A potentially record-breaking ‘nor’easter’ snow storm is expected to move towards Washington D.C. and Mid-Atlantic States in the next few days. This is the first big storm of the winter and will be accompanied by very strong and chilling winds, more especially on the northern flank of the storm, leading to blizzard conditions and significant associated impacts. Road and air travel in and out of the region will be affected, along with likely disruption to power supplies.
Currently the weather system is developing over Northern Alabama and Tennessee. The storm is expected to intensify on Friday night and during Saturday as it moves towards the Atlantic coastline of North Carolina, before moving away from the eastern seaboard overnight into Sunday.
Snow and ice have already affected parts of the northern Mississippi Valley. This is forecast to extend northeastwards on Friday, initially towards Ohio, then onwards to the Mid Atlantic States and southern New England overnight and during Saturday.
Very warm and humid air originating from the Gulf of Mexico will be drawn north with the storm and interact with the very cold air across the central northern states and southeastern Canada. On the boundary between the warm and cold air is where the most significant snowfall is likely.Very strong winds are also expected with gusts of 50 to 60mph possible on the northern flank of the storm, affecting areas such as Manhattan, Washington and Baltimore.
A ‘State of Emergency’ has been declared across the Mid-Atlantic States region in readiness for the 30 to 90cm of snow expected. The heaviest snowfall is predicted just to the west of Washington DC and blizzard warnings have been issued by the National Weather Service.
There is the potential for greater snow amounts if the track and the intensity of the storm deviates from its current forecast. Also the strong wind may lead some drifting and enhance the impact of the snow.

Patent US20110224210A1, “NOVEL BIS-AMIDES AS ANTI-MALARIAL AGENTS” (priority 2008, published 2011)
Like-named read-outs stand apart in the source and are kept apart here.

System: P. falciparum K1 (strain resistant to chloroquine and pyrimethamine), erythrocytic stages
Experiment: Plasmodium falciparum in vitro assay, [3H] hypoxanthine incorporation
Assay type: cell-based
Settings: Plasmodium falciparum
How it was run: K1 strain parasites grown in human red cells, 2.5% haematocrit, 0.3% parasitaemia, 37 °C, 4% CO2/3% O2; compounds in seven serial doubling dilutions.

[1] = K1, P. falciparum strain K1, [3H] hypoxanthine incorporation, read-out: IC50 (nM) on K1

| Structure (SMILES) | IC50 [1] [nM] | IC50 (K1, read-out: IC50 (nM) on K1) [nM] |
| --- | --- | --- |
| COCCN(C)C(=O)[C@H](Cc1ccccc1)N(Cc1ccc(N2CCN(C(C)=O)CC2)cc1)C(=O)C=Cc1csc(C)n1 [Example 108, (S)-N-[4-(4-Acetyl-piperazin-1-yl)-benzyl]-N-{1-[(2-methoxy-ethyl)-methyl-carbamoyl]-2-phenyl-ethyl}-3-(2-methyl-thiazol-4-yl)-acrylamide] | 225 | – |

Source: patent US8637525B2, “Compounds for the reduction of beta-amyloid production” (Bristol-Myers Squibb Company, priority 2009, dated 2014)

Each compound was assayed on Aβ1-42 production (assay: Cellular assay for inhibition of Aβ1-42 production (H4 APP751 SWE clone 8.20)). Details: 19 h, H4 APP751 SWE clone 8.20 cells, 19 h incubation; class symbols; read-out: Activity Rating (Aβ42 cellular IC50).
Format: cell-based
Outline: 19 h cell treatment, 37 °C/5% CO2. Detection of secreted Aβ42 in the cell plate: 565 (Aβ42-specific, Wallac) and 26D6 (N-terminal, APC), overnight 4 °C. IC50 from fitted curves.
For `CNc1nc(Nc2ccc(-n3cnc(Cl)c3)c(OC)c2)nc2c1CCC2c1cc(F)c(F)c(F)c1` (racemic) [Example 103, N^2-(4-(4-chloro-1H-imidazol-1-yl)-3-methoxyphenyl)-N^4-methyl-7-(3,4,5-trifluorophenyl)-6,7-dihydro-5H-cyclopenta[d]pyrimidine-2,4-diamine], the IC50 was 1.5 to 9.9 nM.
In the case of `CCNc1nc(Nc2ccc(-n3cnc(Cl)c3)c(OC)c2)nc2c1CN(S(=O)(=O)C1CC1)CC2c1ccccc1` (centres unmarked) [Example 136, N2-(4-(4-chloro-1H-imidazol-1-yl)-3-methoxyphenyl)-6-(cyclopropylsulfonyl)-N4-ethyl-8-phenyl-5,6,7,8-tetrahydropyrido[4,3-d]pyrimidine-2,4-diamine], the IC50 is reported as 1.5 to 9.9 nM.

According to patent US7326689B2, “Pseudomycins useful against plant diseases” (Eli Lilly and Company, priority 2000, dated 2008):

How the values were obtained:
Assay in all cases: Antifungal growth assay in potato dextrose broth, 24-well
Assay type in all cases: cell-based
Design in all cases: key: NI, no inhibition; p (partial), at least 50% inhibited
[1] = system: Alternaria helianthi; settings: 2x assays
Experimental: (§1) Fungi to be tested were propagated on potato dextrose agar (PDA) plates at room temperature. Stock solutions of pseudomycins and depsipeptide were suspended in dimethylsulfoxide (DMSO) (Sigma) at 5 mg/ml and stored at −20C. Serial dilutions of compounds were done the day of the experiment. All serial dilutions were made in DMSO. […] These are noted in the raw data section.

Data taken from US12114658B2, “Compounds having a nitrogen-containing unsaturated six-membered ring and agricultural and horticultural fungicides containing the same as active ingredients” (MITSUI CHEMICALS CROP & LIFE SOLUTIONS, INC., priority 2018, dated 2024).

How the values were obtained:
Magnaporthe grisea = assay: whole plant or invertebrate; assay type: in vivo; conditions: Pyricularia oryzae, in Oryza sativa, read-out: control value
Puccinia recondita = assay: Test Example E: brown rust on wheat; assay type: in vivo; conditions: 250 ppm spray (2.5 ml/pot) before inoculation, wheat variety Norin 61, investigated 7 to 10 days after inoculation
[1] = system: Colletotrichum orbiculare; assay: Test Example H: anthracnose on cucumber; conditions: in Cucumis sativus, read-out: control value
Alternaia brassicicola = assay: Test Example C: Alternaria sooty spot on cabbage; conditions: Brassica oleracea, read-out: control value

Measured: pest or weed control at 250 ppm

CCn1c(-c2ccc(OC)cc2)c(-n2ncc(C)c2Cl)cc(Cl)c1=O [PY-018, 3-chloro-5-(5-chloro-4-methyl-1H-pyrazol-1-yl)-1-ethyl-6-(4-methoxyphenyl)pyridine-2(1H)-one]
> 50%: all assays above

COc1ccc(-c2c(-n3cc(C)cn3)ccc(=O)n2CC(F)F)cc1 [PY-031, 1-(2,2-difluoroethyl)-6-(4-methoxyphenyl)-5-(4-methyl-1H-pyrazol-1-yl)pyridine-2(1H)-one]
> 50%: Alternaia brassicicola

Trans-Atlantic flights in and out of the snow and blizzard hit airports will be affected for a time. Schools across the region closed on Friday and Washington DC’s transport system (the 2nd busiest in the US) is expected to be closed throughout the weekend. You can see how the storm develops and impacts on the US here.
The record snowfall for Washington is 28in (71cm) that fell during a two-day period in January 1922.
Further north, Boston, which was significantly affected by numerous snowstorms last year, is unlikely to see major snow during this event, with only 5 to 10cm predicted.
Could this weather affect us here in the UK?
It is sometimes said that ‘the weather in the US reaches the UK 7 days later’. Although there is the potential that, as the storm tracks across the Atlantic towards our shores, it will bring a spell of strong winds and heavy rain next week, we are not expecting any snow as temperatures will remain close to, or above the seasonal average.
Reblogged this on WeatherAction News.
When I was a child, long long ago, the period between snow in the US and the UK was said to be three days, not seven. When I became a forecaster,I realised that this could happen as an indirect result of the snow-causing situation in the eastern US. Sometimes, the upper-air pattern could be suitable for a Miles extension of a downstream trough near the UK. This would normally become established within 48-72 hours and so could give the UK snow 3 days after the US event.
The above scenario, although not too common, could have happened on sufficient occasions to have given rise to the general public’s 3-day rule.
It appears you are going to be pretty much spot on Graham. If the global warming obsessed staff at the Met Office concentrated on what they are supposed to be doing, providing accurate forecasts for the next few days, they too would have known this.
It seems we are going backwards, not forwards, on the basics.
I realise that this was a record breaking snowfall event in America last weekend, but it does strike me as odd, that when the tail end of the same storm goes onto to create severe flooding across the Borders in this country it gets no special mention here. Perhaps I’m being unfair, and that you are planning to post an article about how Jonas affected people’s lives on both sides of the Atlantic, surely rain and flooding is no less a newsworthy event than snow and blizzards.
We covered the weather this week on the news section of the website http://www.metoffice.gov.uk/news/releases/archive/2016/rain-and-strong-winds
Thank Helen, I hadn’t spotted it.